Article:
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  • A Survey of Children's Literature in China
  • Huang Qingyun (bio)

The development of children's literature in its early stages in China was similar to that of other countries. It began with the oral literature handed down from one generation to another. Since China has a long history, its cultural heritage is very rich and very ancient. Fables were being recorded in China in the "Spring and Autumn Period" of 770-470 B.C. Many fables were quoted by scholars and politicians during that period and they have been widely known ever since.

But children's literature did not emerge as a distinct and independent form until the 1920s. During its long feudal period, China regarded its children as adults in miniature or the possessions of adults. Their duty was to obey the teachings of their forefathers, and so-called childhood education was no more than learning the doctrines of Confucius. With the outbreak of the May 4th movement in 1919, an anti-imperialist, anti-feudal, and cultural wave swept across the country and brought forth revolutions in all cultural areas. Children's literature was born in that period, in the new light of democracy and science advocated by the leading thinkers of that time.

Previous to this time, all books for children had been written in classical Chinese, which was vastly different from the spoken language and too difficult for children to understand. Moreover, China had undergone a long period of chaos and poverty: there was no system of public education, and extracurricular reading became a luxury for children. Few children's books were published. There were, however, a few pioneers. The cradle of Chinese children's literature was guarded by two great writers, Lu Xun and Mao Dun. Lu Xun was the leader and standard bearer of Chinese literature and his famous remark, "Save the children," appealed to many writers. And Lu Xun himself wrote many articles commenting on children's books, criticizing the old and stale instruction and encouraging new and progressive ideas. Mao Dun, in the meantime, silently did a great deal of work in editing, translating, and writing books for children.

And there are other great names that should be mentioned. Yeh Shengtao, even today a master of language, wrote many fairy tales for children. His fairy tale collection, The Scarecrow, was published in 1923. Lu Xun called it the foundation stone of Chinese children's literature. The theme of The Scarecrow is that we should see the world [End Page 23] through the eyes of the scarecrow, who had a deep sympathy for all the people suffering around him but could not move a bit to lend them a hand. The scarecrow symbolized the position of the intellectuals of the period. Its companion piece, The Stone Statue of the Ancient Hero, published in 1931, is less prominent. It is a satire, emphasizing that true power comes from the common people, not the dictator. Both books combine realism with romanticism in a wonderful way. His stories distinguish themselves by their keenness of observation, profoundity of thought, rich imagination, and eloquence. They have impressed young and old readers for half a century.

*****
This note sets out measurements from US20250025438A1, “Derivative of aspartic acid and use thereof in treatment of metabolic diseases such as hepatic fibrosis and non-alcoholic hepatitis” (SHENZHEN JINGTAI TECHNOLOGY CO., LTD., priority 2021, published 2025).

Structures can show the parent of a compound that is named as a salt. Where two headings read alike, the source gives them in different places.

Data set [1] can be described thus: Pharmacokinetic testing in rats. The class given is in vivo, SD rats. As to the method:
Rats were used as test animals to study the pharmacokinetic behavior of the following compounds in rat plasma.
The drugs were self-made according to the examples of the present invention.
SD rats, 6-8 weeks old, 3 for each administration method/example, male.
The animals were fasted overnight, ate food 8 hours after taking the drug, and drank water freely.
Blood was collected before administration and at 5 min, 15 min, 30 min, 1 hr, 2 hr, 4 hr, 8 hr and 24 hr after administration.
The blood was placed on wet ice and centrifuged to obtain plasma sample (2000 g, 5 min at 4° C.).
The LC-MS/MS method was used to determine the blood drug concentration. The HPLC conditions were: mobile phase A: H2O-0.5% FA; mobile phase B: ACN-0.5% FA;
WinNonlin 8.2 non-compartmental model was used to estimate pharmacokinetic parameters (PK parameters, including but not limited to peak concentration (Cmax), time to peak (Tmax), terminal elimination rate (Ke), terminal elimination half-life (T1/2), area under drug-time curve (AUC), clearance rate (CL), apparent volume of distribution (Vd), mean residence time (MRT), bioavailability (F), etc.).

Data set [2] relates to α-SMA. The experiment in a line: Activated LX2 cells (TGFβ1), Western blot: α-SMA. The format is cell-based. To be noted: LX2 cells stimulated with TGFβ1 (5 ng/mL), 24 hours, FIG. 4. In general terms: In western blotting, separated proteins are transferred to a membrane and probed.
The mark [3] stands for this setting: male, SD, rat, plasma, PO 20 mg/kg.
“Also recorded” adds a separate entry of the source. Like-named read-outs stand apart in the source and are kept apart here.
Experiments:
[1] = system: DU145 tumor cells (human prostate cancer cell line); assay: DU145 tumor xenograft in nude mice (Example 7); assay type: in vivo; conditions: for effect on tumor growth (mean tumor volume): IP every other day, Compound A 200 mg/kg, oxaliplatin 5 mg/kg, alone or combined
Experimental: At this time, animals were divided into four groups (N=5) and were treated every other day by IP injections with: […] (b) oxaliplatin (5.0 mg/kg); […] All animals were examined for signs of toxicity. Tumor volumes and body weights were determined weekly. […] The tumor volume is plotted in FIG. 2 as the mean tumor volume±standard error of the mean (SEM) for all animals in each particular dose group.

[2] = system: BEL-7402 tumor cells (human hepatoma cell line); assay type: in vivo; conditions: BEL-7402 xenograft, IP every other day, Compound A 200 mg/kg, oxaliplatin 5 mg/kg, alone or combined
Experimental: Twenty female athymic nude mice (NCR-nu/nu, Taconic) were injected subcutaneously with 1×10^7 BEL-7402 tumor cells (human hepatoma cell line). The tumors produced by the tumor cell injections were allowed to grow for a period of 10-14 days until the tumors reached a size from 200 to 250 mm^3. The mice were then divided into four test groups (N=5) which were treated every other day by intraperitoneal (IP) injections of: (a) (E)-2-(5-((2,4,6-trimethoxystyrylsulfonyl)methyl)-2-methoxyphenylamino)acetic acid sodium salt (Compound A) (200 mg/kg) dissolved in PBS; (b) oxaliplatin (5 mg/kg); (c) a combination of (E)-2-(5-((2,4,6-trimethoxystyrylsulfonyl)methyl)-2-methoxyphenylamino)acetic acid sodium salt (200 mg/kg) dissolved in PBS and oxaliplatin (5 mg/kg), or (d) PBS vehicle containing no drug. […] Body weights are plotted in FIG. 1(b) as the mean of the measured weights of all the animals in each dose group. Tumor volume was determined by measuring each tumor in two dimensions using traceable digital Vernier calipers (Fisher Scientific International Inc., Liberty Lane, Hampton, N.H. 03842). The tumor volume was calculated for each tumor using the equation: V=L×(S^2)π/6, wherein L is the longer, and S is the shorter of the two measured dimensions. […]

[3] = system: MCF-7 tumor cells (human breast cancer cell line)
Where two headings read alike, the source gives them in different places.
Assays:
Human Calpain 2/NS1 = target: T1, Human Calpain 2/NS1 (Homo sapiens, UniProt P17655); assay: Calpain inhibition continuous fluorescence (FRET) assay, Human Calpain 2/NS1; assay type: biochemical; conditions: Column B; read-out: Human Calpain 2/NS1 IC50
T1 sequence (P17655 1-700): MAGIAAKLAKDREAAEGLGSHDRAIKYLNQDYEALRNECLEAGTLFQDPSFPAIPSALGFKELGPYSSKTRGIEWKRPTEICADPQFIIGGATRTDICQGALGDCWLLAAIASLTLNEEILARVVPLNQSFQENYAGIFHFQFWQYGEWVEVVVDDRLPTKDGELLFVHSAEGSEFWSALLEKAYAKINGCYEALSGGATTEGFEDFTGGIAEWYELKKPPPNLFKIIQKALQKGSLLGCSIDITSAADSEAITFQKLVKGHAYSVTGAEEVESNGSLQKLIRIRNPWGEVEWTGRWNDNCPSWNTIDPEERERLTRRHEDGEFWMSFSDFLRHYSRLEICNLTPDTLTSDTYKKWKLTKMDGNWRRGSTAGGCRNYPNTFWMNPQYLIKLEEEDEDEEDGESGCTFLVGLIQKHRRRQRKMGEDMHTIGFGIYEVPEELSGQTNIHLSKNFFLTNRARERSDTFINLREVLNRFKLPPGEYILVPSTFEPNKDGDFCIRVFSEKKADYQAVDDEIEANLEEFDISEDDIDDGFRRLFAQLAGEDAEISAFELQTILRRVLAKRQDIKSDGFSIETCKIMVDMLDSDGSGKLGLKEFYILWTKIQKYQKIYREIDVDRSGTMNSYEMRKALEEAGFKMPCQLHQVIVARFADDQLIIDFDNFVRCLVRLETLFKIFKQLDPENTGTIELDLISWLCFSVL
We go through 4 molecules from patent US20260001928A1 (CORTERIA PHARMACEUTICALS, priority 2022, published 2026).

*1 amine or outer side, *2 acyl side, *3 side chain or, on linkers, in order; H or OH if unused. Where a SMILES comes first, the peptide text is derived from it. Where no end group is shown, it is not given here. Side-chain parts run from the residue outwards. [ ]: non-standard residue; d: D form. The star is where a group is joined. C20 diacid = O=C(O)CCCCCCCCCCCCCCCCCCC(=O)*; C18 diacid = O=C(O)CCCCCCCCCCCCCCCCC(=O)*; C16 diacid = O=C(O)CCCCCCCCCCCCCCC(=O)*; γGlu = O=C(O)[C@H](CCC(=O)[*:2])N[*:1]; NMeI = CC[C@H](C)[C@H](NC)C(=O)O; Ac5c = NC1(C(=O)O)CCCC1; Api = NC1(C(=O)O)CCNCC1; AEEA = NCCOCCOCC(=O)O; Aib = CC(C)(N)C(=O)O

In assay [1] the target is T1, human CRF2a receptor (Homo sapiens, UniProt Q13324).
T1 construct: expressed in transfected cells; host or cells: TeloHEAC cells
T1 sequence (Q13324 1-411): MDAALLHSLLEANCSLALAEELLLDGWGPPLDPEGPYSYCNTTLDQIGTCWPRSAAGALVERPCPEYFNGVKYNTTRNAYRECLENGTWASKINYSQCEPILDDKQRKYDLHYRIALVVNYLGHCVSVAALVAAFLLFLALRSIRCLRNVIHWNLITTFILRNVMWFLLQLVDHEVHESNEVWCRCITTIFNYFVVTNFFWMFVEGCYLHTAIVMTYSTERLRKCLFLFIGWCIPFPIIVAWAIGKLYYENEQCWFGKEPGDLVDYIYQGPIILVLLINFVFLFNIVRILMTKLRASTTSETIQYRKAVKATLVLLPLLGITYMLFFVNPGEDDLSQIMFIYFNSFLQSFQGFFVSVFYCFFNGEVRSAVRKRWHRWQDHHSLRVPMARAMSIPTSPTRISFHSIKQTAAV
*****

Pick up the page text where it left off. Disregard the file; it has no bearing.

Another milestone in children's literature was reached by Bing Xin, the famous woman writer. Her masterpiece, Letters to the Young Readers, brought her great honor in Chinese literature. These letters are heart-to-heart talks in poetic language. Her style is personal and emotional. She inspires young hearts with the love between mother and child, and with friendship at home and abroad. The full display of sentiment in this book certainly defied and conquered the coolness and dullness of the writing in the Chinese classics.

In the 1940s, there were two other pioneering writers, Yan Wenjing and Zhang Tian-yi. Both are famous as writers for adults as well as children, but it is to children's literature that they devoted themselves and made remarkable contributions. Like Yeh Shengtao, they combine realism and romanticism in their work, but if Yeh Shengtao's short stories and Bing Xin's letters are sombre and full of sentiment, the works of Yan Wenjing and Zheng Tian-yi are optimistic, full of joy and hope, and...


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